To get lost in the Stones area
The ancient areas of the city includes two Stones - Sasso Barisano and Sasso Caveoso – and the best way to discover both of them is by feet.
You can fully enjoy your visit having a walk among the tight alleys looking like labyrinths and the nice yards full of sparkling-green cactus.
Going up on the old stone stairs, you can admire a gorgeous view, discovering all corners and crossing the great stone arches to find out about this ancient world.
Sasso Barisano has developed a lot, as the old caves has been beautifully renovated to create artistic, breath-taking spots, shops, hotels and traditional restaurants.
Sasso Caveoso, instead, really shows the life lived here until not that much time ago.
Due to security issues, a number of caves became recently inaccessible (so don’t try to overpass the fences), but you will still be able to glimpse the caves, mostly untouched from the 50s.
At the margins of Sasso Caveoso area, you can walk through the deserted caves and imagine how it was to live here some years ago.
It is a more crude side of the city, but for sure also the most charming one.
“Whoever sees Matera cannot help not to be touched, for its expressive and moving bruised beauty.”
A visit to Casa Grotta in Vico Solitario
Casa Grotta di Vico Solitario (literally “the Cave House in Lonely Alley) is an historical site which is really worth to see.
It is an exact copy of how people were living in those locations in the XVIII century, furnished as back then.
The whole family – composed of six persons on average – and animals such as donkeys, chickens and pigs were living together in this cave.
Cross the gorge
From the two Stones districts, you can see beyond the gorge ang glimpse a hill hosting small caves.
Those are the original Palaeolithic caves which make Matera so unique: old aggregates of houses dig just before a deep gorge, called "Gravina".
Just to put this in perspective: we are speaking of more than 7.000 years ago!
Visitors can actually cross the gorge to explore the caves and enjoy one of the best perspective panoramas of the city.
Take the stairs of the Saint Lucy Monastery, cross one of the rock bridges and then choose one of the alleys crossing the hill.
To fully enjoy the view, sunset and sunrise are the golden hours for this walk.
Don’t forget a bottle of water and avoid to choose the warmest hours of the day for this visit.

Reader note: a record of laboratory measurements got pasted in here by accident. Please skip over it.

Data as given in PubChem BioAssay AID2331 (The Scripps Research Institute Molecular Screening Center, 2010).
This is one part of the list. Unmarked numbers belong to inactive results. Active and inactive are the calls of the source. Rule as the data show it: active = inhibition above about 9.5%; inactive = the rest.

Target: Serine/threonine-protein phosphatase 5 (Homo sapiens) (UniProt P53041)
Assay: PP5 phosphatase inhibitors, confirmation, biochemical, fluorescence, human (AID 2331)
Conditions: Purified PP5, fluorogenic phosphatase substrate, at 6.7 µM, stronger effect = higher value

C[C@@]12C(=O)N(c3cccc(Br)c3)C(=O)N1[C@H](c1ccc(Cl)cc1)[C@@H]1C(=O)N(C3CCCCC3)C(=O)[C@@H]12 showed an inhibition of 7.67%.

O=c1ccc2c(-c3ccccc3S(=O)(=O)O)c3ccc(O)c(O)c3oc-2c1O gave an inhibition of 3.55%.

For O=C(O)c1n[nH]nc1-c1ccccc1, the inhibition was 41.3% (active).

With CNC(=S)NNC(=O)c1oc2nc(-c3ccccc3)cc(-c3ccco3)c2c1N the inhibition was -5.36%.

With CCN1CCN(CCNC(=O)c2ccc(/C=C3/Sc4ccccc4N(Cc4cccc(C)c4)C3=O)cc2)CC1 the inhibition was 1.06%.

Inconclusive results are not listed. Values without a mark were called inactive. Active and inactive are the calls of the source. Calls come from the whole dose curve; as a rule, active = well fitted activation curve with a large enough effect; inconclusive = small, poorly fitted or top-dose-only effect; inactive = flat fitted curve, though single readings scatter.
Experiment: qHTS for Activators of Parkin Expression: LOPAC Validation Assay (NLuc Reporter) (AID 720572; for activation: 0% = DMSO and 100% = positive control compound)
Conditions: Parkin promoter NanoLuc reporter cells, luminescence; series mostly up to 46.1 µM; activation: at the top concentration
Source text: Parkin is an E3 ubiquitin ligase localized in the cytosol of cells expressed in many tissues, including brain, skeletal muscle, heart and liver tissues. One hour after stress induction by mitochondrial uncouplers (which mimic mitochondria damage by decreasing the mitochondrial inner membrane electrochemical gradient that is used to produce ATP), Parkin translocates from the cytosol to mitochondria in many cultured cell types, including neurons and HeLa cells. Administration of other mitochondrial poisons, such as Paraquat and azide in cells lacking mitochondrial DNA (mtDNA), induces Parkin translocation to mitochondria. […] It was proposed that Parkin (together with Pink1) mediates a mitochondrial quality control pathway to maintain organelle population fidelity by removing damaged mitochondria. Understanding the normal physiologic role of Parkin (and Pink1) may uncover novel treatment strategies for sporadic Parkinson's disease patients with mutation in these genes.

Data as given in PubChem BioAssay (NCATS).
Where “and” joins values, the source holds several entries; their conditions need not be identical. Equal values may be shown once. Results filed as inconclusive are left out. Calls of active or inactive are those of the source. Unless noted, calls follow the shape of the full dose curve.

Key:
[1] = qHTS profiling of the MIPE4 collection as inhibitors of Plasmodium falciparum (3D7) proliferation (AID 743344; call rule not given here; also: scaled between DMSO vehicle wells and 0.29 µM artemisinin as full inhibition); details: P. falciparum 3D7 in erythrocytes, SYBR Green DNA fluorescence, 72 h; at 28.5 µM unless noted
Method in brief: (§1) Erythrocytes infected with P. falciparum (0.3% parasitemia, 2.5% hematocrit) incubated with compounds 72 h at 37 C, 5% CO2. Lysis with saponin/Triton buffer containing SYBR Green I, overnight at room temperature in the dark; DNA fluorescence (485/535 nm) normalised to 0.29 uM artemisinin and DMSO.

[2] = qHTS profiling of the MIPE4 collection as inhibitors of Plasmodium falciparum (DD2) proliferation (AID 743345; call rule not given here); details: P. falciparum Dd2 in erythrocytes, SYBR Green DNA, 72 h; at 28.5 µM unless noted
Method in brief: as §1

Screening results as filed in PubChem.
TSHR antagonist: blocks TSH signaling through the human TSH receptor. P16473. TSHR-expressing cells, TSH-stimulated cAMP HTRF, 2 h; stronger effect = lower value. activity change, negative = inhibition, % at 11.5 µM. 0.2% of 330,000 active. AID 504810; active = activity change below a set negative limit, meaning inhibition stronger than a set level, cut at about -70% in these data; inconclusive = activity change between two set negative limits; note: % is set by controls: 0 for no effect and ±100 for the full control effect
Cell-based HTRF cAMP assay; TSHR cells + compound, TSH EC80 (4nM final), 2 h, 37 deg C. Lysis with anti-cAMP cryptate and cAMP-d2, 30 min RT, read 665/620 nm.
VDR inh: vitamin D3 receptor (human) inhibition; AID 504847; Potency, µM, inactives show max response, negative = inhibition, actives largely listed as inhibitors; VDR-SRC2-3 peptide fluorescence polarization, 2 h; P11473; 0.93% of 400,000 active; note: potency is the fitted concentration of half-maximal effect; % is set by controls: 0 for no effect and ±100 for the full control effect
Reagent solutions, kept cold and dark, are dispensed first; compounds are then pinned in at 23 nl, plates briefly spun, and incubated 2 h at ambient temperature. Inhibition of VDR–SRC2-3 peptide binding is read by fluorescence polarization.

Discover the Cathedral
On the peak of Civita hill, in the highest point between the Stones, is located the Madonna della Bruna and Sant'Eustachio Cathedral.
In roman-Apulian style from the XIII century, it has recently been reopened, after a huge renovating project lasted 10 years.
This is one of the most interesting touristic sites in Matera.
The majestic and impressive structure will allow you to admire even more the fantastic view on Sasso Barisano.
Madonna de Idris, a small rocky church, also deserves a visit.
Visit the Musma – Contemporary Sculpture Museum
If you are passionate in art and contemporary sculpture, don’t miss the Modern Art Museum in Matera, located in a building from XVII century and beautifully renovated.
You will find it in S. Giacomo street and it will have a real emotional impact with its centuries-old rock spaces and its sculptures.
Taste Matera’s PGI bread
Matera is famous also for something else than the Stones: its bread!
Loaf-shaped, reminding stones and caves, it is made with local durum wheat semolina, starter yeast, water and salt following an ancient traditional recipe from the Naples Reign.
This leads to a unique taste and a delicious crunchy crust, perfect to combine with traditional cheese like caciocavallo podolico, goat cheese and cacioricotta cheese.
What to eat in Matera
Matera’s cuisine is very simple and includes plenty of vegetables and legumes, symbol of the farmers’ culture, such as black chickpeas, blue sweet peas, the Senise PGI peppers and the red eggplants.
If you love cold cuts, you will love the local sausage and the so called pezzente from Matera mountains, a particular kind of sausage made with the fattest pig parts.
Accommodation in Matera
The cosiest and most charming place to stay in Matera are b&b in the caves, in which you have several great options.
One of those is La Corte dei Pastori (literally: the shepherds’ Court) renovated with care, with a stone vault ceiling and a very simple furniture.
Matera is very warm, so we suggest to start visiting early in the morning to enjoy the city as your private museum.
The touristic calm of Matera won’t last for long, because in addition to the award as European Capital of Culture for 2019, it is also on the Lonely Planet list of the most visited cities in 2018.
In case you prefer to have a guide not to miss anything of this suggestive place, we really recommend you to book a guided tour through the Stones.